In a contest which nobody could call close, Norway won the 54th Eurovision Song Contest in the Olympiyskiy Arena in Moscow. He scored a record 387 points, leaving him a long way in front of Iceland and Azerbaijan in second and third places respectively.
The contest was opened by performers from Cirque du Soleil and the stage was lit up by fire. This was followed by a reminder of last year’s winner, Believe, which Dima Bilan performed on the stage. The hosts were different from the semifinals. Ivan Urgant and Alsou, who represented Russia in the 2000 contest, were given the task of guiding viewers through the evening. After the introductions, Ivan and Alsou left the stage to the 25 singers and songs.
Lithuania – Sasha Son – Love – Opening the contest, Sasha kept it simple. The backing track seemed more in the background than in the semifinal. Sasha again slipped out of English for the last chorus. A good start to the contest.
Noa and Mira Awad – There Must Be Another Way – Another excellent vocal performance from Noa and Mira. Drawn in the dreaded second position, they were up against it, but stranger things have happened.
France – Patricia Kaas – Et S’il Fallait Le Faire – The biggest star in the contest, Patricia was dressed all in black. As could be expected, her performance was professional, if slightly spoilt by the little dance at the end.
Sweden – Malena Ernman – La Voix – Malena is an opera singer who doesn’t take herself too seriously. This relaxed attitude to her profession allowed her to enjoy her three minutes, which added positively to her performance. There wasn’t a nervous bone in her body.
Croatia – Igor Cukrov feat. Andrea – Lijepa Tena – As in the semifinal, Igor was on early again to sing this beautiful Balkan ballad. Andrea started in a black cloak, which almost inevitably was removed to reveal a white dress.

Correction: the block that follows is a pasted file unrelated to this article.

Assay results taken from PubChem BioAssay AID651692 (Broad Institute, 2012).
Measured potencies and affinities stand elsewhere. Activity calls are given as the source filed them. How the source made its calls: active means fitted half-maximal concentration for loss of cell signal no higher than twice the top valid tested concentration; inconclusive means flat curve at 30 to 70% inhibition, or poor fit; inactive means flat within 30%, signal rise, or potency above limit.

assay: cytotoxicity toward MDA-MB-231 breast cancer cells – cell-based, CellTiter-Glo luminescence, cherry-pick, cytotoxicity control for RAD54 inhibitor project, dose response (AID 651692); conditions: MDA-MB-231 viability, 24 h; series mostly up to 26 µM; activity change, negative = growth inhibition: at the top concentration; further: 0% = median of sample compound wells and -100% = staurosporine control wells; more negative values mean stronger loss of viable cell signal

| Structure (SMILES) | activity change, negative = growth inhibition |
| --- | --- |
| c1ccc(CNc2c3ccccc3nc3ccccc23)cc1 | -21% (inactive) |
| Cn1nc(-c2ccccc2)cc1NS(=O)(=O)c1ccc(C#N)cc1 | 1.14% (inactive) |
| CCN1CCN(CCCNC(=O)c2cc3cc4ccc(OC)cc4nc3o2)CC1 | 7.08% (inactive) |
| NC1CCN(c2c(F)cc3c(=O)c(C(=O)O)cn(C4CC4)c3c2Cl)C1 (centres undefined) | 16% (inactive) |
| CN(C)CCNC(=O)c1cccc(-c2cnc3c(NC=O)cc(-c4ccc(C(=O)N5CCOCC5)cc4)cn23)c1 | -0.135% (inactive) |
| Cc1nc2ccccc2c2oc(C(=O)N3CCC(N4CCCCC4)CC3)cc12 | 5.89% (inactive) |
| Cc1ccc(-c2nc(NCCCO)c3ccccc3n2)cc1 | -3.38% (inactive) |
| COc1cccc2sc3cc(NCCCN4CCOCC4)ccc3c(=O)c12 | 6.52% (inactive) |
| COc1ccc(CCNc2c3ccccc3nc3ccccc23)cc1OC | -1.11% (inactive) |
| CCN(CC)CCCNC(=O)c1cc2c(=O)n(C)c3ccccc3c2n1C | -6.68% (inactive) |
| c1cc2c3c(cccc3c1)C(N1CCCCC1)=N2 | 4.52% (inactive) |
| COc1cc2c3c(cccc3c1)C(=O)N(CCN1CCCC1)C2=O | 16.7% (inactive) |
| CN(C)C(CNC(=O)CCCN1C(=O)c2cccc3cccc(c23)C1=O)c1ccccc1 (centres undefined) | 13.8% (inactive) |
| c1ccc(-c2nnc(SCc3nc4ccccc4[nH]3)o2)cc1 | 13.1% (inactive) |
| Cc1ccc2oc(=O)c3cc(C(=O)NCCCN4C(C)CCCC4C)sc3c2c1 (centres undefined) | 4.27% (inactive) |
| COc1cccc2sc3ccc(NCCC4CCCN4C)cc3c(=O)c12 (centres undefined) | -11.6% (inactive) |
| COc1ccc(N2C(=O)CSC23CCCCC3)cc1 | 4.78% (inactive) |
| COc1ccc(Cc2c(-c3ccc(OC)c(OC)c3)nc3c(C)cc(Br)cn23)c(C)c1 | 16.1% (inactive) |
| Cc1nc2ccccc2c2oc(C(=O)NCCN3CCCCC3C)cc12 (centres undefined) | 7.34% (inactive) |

Portugal – Flor-De-Lis – Todas As Ruas Do Amor – Portugal have benefited over the last couple of years from an increased appreciation of traditional music. All the band did their bit to make an enjoyable three minutes.
Iceland – Yohanna – Is It True? – Big ballad time! The Icelandics made effective use of the large video wall. Yohanna gave a very strong performance. United Kingdom viewers were probably breathing a sigh of relief that she had not been drawn in 22nd position.
Greece – Sakis Rouvas – This Is Our Night – Despite too much choreography and stunts, Sakis’ vocal was constantly good and it would be surprising if he wasn’t in the top ten at least. Viewers would love him, but what would the professionals on the juries think?
Armenia – Inga & Anush – Jan Jan – Perhaps one of the surprise finalists, Inga and Anush provided an insight into Armenian culture with the style of song and outfits.
Russia – Anastasia Prikhodko – Mamo – For the title defence, Russia offered the most ethnically Russian song since 1997. The video wall showed a film of Anastasia singing along with the real Anastasia on stage, but gradually aging as the song progressed. Naturally, it was popular in the arena, but stood an excellent chance of scoring well.